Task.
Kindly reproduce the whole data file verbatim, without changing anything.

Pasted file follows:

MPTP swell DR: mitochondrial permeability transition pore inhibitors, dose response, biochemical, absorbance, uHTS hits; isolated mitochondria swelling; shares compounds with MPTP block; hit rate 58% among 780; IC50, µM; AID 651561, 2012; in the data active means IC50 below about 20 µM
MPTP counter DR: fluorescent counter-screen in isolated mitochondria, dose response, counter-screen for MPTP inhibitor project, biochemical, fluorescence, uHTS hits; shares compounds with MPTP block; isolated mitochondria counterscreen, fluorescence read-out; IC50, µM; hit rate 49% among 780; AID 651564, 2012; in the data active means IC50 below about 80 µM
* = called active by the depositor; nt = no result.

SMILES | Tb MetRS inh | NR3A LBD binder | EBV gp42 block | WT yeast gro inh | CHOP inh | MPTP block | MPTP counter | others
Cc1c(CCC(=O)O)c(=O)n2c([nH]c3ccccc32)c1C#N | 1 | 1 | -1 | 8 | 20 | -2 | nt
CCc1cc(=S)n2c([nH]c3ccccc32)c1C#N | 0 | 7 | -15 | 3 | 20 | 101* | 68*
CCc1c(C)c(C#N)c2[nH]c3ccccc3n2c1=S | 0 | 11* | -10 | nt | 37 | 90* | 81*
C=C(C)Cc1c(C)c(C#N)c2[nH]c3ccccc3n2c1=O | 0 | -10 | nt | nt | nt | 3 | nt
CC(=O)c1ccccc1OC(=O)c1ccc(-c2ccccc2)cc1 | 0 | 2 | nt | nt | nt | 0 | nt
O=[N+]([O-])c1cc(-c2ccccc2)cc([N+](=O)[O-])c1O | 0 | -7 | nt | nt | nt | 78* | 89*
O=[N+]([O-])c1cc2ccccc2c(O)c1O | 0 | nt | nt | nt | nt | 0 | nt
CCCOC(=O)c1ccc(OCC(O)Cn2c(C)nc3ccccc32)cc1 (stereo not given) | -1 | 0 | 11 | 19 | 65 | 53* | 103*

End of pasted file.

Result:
MPTP swell DR: mitochondrial permeability transition pore inhibitors, dose response, biochemical, absorbance, uHTS hits; isolated mitochondria swelling; shares compounds with MPTP block; hit rate 58% among 780; IC50, µM; AID 651561, 2012; in the data active means IC50 below about 20 µM
MPTP counter DR: fluorescent counter-screen in isolated mitochondria, dose response, counter-screen for MPTP inhibitor project, biochemical, fluorescence, uHTS hits; shares compounds with MPTP block; isolated mitochondria counterscreen, fluorescence read-out; IC50, µM; hit rate 49% among 780; AID 651564, 2012; in the data active means IC50 below about 80 µM
* = called active by the depositor; nt = no result.

SMILES | Tb MetRS inh | NR3A LBD binder | EBV gp42 block | WT yeast gro inh | CHOP inh | MPTP block | MPTP counter | others
Cc1c(CCC(=O)O)c(=O)n2c([nH]c3ccccc32)c1C#N | 1 | 1 | -1 | 8 | 20 | -2 | nt
CCc1cc(=S)n2c([nH]c3ccccc32)c1C#N | 0 | 7 | -15 | 3 | 20 | 101* | 68*
CCc1c(C)c(C#N)c2[nH]c3ccccc3n2c1=S | 0 | 11* | -10 | nt | 37 | 90* | 81*
C=C(C)Cc1c(C)c(C#N)c2[nH]c3ccccc3n2c1=O | 0 | -10 | nt | nt | nt | 3 | nt
CC(=O)c1ccccc1OC(=O)c1ccc(-c2ccccc2)cc1 | 0 | 2 | nt | nt | nt | 0 | nt
O=[N+]([O-])c1cc(-c2ccccc2)cc([N+](=O)[O-])c1O | 0 | -7 | nt | nt | nt | 78* | 89*
O=[N+]([O-])c1cc2ccccc2c(O)c1O | 0 | nt | nt | nt | nt | 0 | nt
CCCOC(=O)c1ccc(OCC(O)Cn2c(C)nc3ccccc32)cc1 (stereo not given) | -1 | 0 | 11 | 19 | 65 | 53* | 103*